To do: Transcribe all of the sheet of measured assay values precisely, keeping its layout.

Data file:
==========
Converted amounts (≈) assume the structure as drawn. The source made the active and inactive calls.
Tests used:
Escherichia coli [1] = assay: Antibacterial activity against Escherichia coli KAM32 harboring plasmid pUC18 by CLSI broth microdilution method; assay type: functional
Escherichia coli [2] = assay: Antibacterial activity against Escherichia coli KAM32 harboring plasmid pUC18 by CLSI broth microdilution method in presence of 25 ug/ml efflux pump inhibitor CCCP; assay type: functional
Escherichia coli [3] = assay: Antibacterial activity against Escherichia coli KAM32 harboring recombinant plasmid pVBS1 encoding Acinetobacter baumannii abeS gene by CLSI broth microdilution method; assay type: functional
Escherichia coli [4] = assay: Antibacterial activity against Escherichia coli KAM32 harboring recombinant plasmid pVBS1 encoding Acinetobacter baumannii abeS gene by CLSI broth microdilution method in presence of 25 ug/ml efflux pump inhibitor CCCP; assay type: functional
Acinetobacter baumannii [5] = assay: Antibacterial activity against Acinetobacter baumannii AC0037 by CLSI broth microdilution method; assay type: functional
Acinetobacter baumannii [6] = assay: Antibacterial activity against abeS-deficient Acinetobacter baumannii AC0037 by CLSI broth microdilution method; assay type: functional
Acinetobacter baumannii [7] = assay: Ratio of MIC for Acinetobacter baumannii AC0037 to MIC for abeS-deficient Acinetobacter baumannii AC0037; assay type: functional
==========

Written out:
Converted amounts (≈) assume the structure as drawn. The source made the active and inactive calls.
Tests used:
Escherichia coli [1] = assay: Antibacterial activity against Escherichia coli KAM32 harboring plasmid pUC18 by CLSI broth microdilution method; assay type: functional
Escherichia coli [2] = assay: Antibacterial activity against Escherichia coli KAM32 harboring plasmid pUC18 by CLSI broth microdilution method in presence of 25 ug/ml efflux pump inhibitor CCCP; assay type: functional
Escherichia coli [3] = assay: Antibacterial activity against Escherichia coli KAM32 harboring recombinant plasmid pVBS1 encoding Acinetobacter baumannii abeS gene by CLSI broth microdilution method; assay type: functional
Escherichia coli [4] = assay: Antibacterial activity against Escherichia coli KAM32 harboring recombinant plasmid pVBS1 encoding Acinetobacter baumannii abeS gene by CLSI broth microdilution method in presence of 25 ug/ml efflux pump inhibitor CCCP; assay type: functional
Acinetobacter baumannii [5] = assay: Antibacterial activity against Acinetobacter baumannii AC0037 by CLSI broth microdilution method; assay type: functional
Acinetobacter baumannii [6] = assay: Antibacterial activity against abeS-deficient Acinetobacter baumannii AC0037 by CLSI broth microdilution method; assay type: functional
Acinetobacter baumannii [7] = assay: Ratio of MIC for Acinetobacter baumannii AC0037 to MIC for abeS-deficient Acinetobacter baumannii AC0037; assay type: functional